Dispatches from the Suburbs of Hell

Heaven is for the obedient. Hell is for the wrathful. What of the ones in between? We wind up in the Suburbs. Our sin is individuality. Our punishment is boredom. But at least we're in good company.

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Location: New England, United States

Saturday, December 23, 2006

What Jesus Means To Me

A Christmas Essay, by Anarquistador

We're all Christians in Hell. Really. If all that's required to be a Christian is to believe in God, then we're Christians. We don't need to believe; we have proof. SOMEONE damned us, after all. And I've always said, that if God is as cruel and bureaucratic as those who call themselves "Christians" say he is, then I will gladly live in Hell. A Heaven full of self-righteous sycophants who never lifted a finger to help their fellow man while on Earth is not an afterlife that appeals to me. Besides, all my friends are here.

But around Christmas time, I tend to get a little sappy and a little more pious. I was raised Catholic, and while I'm not exactly practising any longer, I can still appreciate and respect the idea of God, and I can still love what Jesus was meant to be. I say "meant to be," because I believe that Christianity in its modern incarnation is so far from what Jesus intended that I doubt He'll recognize it when He comes back.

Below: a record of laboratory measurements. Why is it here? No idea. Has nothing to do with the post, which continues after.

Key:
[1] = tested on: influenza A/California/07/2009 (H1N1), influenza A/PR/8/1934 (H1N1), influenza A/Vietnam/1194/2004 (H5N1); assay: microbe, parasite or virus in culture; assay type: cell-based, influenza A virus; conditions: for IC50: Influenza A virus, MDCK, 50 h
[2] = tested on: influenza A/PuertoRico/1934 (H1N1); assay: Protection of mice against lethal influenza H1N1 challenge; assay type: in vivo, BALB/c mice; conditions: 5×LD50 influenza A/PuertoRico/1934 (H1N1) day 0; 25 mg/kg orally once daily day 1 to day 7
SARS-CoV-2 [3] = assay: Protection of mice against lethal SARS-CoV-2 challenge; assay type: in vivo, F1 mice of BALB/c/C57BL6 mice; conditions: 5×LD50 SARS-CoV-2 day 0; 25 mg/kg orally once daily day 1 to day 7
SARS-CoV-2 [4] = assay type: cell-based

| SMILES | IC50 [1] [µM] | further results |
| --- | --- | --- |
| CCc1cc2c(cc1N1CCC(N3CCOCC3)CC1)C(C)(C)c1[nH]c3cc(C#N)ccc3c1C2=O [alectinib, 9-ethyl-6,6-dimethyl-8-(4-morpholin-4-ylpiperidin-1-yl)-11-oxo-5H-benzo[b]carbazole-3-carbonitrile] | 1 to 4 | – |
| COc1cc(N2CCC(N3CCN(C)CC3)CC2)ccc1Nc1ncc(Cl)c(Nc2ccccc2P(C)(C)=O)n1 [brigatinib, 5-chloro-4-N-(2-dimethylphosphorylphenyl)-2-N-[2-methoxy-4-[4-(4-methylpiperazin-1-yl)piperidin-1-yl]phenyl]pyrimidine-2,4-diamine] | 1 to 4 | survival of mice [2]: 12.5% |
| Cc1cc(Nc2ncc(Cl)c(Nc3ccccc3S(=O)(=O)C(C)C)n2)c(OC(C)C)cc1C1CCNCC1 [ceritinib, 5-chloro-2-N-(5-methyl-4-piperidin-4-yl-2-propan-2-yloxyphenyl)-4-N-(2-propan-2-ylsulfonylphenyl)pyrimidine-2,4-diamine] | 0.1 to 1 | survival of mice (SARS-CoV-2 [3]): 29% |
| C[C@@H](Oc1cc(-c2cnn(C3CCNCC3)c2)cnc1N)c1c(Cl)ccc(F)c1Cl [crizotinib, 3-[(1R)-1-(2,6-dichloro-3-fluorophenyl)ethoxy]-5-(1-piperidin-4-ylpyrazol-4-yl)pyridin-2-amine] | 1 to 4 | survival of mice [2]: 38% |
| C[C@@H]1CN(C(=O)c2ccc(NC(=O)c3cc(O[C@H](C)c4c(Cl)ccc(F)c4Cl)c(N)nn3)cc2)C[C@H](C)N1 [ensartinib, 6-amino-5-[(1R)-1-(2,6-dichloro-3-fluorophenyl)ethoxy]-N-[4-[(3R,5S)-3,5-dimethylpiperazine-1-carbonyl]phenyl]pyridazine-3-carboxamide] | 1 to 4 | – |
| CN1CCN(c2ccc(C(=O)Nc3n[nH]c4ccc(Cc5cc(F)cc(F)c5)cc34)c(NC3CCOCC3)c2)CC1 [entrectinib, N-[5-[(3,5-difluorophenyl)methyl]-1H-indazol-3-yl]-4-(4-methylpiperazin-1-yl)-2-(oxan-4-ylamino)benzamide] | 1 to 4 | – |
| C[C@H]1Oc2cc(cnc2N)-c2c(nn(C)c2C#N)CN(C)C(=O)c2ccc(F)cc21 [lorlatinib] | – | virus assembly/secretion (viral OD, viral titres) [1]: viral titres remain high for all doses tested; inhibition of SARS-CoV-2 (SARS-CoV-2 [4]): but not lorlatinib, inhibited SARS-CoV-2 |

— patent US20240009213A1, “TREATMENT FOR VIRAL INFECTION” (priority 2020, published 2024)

As I sit here, a day before Christmas, with a Bible close at hand (my flesh isn't burning; must be the new translation), I ponder the Myth of Jesus, and what He was meant to be. Christ as Redeemer. I ponder the meaning of that word. "Redeemer." To restore, to recover, to renew. That's the notion of the Christ. The notion that, somewhere along the way, Humanity lost contact with God. Whether through human disobedience or not, God and Man were separated. Then came the Christ. God taking on mortal form to restore that relationship. And not simply restore it, but re-create it, in a new, better form. That was the point of contention between Jesus and the Pharisees, of course: rather than reinforce the old Covenant, Jesus talked of building a new Covenant, one based less on strict adherence to old laws and more on simple human compassion and empathy. The old Covenant had Ten Commandments; the new Covenant only had two: Love God, and Love Each Other.